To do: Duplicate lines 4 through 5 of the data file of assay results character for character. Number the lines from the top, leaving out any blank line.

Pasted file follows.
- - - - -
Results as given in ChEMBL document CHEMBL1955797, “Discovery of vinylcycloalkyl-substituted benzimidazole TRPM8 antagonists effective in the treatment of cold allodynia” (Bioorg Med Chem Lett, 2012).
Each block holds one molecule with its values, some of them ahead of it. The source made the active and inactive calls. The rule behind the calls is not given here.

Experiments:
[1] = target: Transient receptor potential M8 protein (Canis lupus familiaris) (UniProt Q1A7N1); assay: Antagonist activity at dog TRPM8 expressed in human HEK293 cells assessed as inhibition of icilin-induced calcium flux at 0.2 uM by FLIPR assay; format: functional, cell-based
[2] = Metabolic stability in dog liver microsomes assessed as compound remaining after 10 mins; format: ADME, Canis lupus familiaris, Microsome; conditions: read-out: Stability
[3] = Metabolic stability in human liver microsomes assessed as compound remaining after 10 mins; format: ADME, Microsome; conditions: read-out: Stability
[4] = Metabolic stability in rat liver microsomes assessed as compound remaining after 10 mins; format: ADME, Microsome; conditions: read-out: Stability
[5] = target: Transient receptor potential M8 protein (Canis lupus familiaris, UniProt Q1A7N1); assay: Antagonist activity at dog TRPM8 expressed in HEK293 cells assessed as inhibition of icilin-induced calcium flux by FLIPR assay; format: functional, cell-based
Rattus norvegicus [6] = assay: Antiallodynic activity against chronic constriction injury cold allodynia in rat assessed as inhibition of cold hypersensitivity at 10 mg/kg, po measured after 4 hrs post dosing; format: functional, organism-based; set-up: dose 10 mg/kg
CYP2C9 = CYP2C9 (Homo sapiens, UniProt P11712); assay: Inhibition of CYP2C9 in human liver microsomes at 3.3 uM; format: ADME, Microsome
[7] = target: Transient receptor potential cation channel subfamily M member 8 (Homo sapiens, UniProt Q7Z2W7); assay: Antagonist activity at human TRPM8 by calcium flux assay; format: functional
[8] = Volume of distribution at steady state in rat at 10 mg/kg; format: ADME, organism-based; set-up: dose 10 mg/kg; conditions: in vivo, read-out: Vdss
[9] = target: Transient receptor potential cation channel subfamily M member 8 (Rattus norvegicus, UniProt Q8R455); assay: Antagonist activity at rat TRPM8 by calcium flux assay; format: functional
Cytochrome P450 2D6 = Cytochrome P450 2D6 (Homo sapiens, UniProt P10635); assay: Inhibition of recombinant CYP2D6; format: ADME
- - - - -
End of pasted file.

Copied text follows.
[1] = target: Transient receptor potential M8 protein (Canis lupus familiaris) (UniProt Q1A7N1); assay: Antagonist activity at dog TRPM8 expressed in human HEK293 cells assessed as inhibition of icilin-induced calcium flux at 0.2 uM by FLIPR assay; format: functional, cell-based
[2] = Metabolic stability in dog liver microsomes assessed as compound remaining after 10 mins; format: ADME, Canis lupus familiaris, Microsome; conditions: read-out: Stability